Because "La Grande Boucle" ("The Great Loop") ran counterclockwise this year (it alternates annually), we decided on a trip through the Alps and to Paris during the final week, from Mont Ventoux to the Champs-Elysees. We traveled on a coach with our bikes in a trailer in back, staying in two- and three-star hotels where breakfast and dinner were included -- as well as maps with highlighted cycling options. We could also take the bus daily to see the race.

We put our trust in our guide, Dudley Hayton, a former professional racer who has been to the Tour about 20 times.

"You've got to know where you're going and you've got to know a lot about it," he said. "It's not easy."

Luckily, we weren't on our own.

We met up with our tour at a Paris hotel on a Friday morning and had 24 hours to play in the city before boarding the bus Saturday morning and spending the entire day traveling to the town of Montelimar in southern France. The first day on our bikes was Stage 14, to Mont Ventoux. We were bused from our hotel to the town of Malaucene, about five miles from the start of the climb. There wasn't much room on the side of the road, so we had to scurry to unpack our bikes.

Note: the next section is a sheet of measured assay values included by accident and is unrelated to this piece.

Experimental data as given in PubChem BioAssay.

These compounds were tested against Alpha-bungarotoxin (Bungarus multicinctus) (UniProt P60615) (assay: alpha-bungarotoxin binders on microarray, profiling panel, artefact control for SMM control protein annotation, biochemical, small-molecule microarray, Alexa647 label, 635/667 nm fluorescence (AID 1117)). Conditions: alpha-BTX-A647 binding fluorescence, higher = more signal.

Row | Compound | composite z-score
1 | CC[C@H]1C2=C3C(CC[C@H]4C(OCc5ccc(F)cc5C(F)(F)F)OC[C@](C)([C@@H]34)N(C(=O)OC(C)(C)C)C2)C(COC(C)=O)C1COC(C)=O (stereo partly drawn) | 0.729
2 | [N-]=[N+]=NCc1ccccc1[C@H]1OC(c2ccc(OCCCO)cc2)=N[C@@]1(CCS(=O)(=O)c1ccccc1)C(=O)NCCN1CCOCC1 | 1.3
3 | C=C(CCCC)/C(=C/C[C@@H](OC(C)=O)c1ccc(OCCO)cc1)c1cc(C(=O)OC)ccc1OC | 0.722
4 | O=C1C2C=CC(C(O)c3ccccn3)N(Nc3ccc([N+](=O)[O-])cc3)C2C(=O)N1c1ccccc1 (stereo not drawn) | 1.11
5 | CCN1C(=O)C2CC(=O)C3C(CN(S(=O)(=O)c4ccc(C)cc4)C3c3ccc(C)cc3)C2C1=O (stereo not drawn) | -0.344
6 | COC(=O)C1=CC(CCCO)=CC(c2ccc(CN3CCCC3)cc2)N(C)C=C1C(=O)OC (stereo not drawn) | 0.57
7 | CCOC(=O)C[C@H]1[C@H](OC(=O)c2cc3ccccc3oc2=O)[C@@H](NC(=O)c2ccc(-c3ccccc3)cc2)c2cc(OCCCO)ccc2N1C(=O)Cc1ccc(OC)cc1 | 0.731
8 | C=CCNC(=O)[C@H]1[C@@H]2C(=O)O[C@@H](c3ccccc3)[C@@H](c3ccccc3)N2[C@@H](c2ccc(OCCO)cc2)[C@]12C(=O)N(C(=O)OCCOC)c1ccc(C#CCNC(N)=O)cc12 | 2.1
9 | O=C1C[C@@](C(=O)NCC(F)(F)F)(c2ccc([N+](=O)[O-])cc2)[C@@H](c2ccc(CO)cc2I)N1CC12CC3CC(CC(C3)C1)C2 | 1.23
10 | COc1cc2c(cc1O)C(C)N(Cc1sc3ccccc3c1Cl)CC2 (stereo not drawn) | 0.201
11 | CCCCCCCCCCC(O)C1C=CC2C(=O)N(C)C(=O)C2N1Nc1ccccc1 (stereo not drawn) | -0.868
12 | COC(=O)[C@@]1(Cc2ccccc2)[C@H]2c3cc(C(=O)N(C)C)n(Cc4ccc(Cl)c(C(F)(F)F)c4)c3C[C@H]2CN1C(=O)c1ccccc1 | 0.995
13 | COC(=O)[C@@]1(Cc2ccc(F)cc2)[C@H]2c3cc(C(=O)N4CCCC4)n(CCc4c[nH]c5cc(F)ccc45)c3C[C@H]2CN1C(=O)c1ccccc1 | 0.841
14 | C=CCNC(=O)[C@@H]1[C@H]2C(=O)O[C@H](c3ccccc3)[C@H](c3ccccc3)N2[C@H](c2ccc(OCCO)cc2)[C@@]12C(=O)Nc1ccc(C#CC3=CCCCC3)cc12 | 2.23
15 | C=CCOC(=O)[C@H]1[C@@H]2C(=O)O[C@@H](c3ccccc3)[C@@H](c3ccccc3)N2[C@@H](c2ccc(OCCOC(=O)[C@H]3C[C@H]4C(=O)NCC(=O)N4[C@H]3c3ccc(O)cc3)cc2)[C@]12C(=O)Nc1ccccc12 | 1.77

Once we were on our way, the euphoria of actually riding in France swept over us. We rode through a forested, hilly area before the trees cleared and we were cycling past vineyards and fruit trees. Mont Ventoux loomed in the distance. A number of cyclists were on the road, greeting each other with bonjours -- spirits were high.

In general, our cohorts on the trip were serious cyclists (most of the men had shaved legs -- a racing trait). Alex Fabbro and her husband, Dave Thompson, came from Mammoth Lakes, Calif., to see the Tour for the first time. Fabbro is a national champion in the 24-hour mountain biking relay with Velo Bella, an all-female racing team. There were other folks who were more like me, so Jim and I had the opportunity to ride with others of similar abilities.

Soon we reached the actual Tour de France route. It's officially closed to vehicles, but more than 500 race-related exceptions share the road with cyclists. Every inch of the winding country road was lined with cars and people, many calling out encouragement to the hordes of panting bikers trying their luck. Spectators sold food and drinks from campers and vans that had arrived days earlier in anticipation. People wore crazy hats and colorful flags of their countries. Many men had painted their bare chests. It reminded us of a Grateful Dead concert.